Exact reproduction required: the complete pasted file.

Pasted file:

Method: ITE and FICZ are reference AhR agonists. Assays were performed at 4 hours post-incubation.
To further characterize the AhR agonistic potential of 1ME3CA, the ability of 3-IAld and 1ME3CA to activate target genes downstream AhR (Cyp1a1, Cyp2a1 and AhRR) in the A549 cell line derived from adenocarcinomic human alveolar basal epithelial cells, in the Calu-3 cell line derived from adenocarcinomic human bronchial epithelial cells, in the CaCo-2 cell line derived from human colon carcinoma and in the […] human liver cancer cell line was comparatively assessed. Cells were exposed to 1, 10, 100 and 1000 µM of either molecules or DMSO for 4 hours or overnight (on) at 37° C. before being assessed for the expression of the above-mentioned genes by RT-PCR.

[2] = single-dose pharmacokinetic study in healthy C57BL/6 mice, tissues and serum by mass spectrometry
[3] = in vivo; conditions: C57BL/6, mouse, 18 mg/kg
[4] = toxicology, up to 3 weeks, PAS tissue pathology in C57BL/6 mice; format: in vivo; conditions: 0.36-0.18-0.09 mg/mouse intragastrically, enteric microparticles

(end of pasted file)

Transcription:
Method: ITE and FICZ are reference AhR agonists. Assays were performed at 4 hours post-incubation.
To further characterize the AhR agonistic potential of 1ME3CA, the ability of 3-IAld and 1ME3CA to activate target genes downstream AhR (Cyp1a1, Cyp2a1 and AhRR) in the A549 cell line derived from adenocarcinomic human alveolar basal epithelial cells, in the Calu-3 cell line derived from adenocarcinomic human bronchial epithelial cells, in the CaCo-2 cell line derived from human colon carcinoma and in the […] human liver cancer cell line was comparatively assessed. Cells were exposed to 1, 10, 100 and 1000 µM of either molecules or DMSO for 4 hours or overnight (on) at 37° C. before being assessed for the expression of the above-mentioned genes by RT-PCR.

[2] = single-dose pharmacokinetic study in healthy C57BL/6 mice, tissues and serum by mass spectrometry
[3] = in vivo; conditions: C57BL/6, mouse, 18 mg/kg
[4] = toxicology, up to 3 weeks, PAS tissue pathology in C57BL/6 mice; format: in vivo; conditions: 0.36-0.18-0.09 mg/mouse intragastrically, enteric microparticles